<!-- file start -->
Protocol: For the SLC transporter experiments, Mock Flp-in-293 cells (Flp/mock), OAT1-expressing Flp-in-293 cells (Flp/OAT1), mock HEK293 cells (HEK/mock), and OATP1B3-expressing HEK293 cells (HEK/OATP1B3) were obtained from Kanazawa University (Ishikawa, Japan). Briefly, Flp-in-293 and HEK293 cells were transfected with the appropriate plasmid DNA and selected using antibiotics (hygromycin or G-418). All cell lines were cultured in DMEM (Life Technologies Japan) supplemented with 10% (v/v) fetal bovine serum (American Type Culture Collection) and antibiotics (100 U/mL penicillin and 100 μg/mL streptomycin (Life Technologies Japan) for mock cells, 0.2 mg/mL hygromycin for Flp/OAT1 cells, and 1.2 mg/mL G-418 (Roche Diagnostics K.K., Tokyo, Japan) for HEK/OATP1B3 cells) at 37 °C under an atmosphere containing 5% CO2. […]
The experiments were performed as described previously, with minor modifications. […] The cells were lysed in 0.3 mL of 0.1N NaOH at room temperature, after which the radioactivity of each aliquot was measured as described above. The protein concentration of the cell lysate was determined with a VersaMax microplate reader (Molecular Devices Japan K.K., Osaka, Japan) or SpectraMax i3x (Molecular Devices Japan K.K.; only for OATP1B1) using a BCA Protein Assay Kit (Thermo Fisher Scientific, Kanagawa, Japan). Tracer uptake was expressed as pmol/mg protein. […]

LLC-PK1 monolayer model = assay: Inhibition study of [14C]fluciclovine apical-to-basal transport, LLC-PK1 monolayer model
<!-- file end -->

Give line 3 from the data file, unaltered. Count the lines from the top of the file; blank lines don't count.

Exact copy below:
LLC-PK1 monolayer model = assay: Inhibition study of [14C]fluciclovine apical-to-basal transport, LLC-PK1 monolayer model